A warning by France's foreign minister that the world should prepare for war over Iran's nuclear programme has drawn an angry response from Iran.
Bernard Kouchner said a nuclear-armed Iran would be a grave threat
Iran's foreign ministry said the remark had damaged the credibility of France, while the official Iranian news agency accused Paris of aping Washington.
On Sunday France's Bernard Kouchner said: "We have to prepare for the worst, and the worst is war."
Meanwhile, the top UN nuclear official said force should be a last resort.
At a conference of the UN nuclear watchdog, the International Atomic Energy Agency (IAEA), in Austria, Mohamed ElBaradei said he saw no clear and present danger, and that talk of force was counter-productive.
Iran denies it is trying to acquire nuclear weapons, and says it only wants nuclear power to generate electricity for civilian purposes.
But it has repeatedly rejected UN demands to give up the enrichment of uranium, which the US and other Western states fear is being diverted to a nuclear weapons project.
Mr Kouchner said negotiations with Iran should continue, but that an Iranian nuclear weapon would pose "a real danger for the whole world".
He said a number of large French companies had been asked not to tender for business in Iran.
Iran says its nuclear programme is peaceful
Iranian official media responded with contempt.
"The occupants of the Elysee (the French presidential palace) have become the executors of the will of the White House and have adopted a tone that is... even more inflammatory and more illogical than that of Washington," IRNA news agency said.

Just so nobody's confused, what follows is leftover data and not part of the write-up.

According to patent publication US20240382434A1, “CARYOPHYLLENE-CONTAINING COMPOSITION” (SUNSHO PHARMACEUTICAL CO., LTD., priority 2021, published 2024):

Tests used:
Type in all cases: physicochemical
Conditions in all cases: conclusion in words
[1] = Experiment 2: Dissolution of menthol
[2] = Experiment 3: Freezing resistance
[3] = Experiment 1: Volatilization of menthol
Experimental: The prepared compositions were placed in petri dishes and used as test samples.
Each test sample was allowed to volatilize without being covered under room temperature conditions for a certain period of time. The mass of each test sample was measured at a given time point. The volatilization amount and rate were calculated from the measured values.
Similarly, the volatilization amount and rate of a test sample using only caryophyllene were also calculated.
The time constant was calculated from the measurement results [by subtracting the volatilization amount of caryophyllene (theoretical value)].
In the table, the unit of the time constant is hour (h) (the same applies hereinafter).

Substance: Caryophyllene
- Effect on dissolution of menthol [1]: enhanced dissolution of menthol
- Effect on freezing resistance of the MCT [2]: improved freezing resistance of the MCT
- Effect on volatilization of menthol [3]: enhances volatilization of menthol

On Monday Mr Kouchner said even in the absence of UN action, the European Union should prepare its own sanctions against Iran.
Following talks in Paris, his Dutch counterpart Maxime Verhagen said his government would be willing "to apply EU sanctions in common with the United States sanctions".
Mr Kouchner later travelled to Moscow, where he is to hold talks with his counterpart Sergei Lavrov on Tuesday.
Russia has a UN Security Council veto over any new sanctions, and its support is seen as vital for any new approach to try to force Iran to give up enrichment.
Iran has warned that any new punishments could push it to stop co-operating with the IAEA.
The US and its allies believe a IAEA agreement with Iran to clear up questions about its past nuclear activities just gives Iran more time - delaying new UN sanctions while advancing its nuclear capabilities.
The BBC's diplomatic correspondent Jonathan Marcus says France has changed its approach to world affairs under its new President Nicolas Sarkozy, adopting a harder line on several issues, and seeking to improve relations with the US.
The United States has not ruled out a military attack against Iran to prevent it from acquiring a nuclear weapon.
However, a top general in Iran's elite Revolutionary Guards said any bombing raid on targets in Iran would provoke a tough response.
US positions in neighbouring Iraq and Afghanistan "are within our range", Gen Mohammad Hassan Koussechi told IRNA.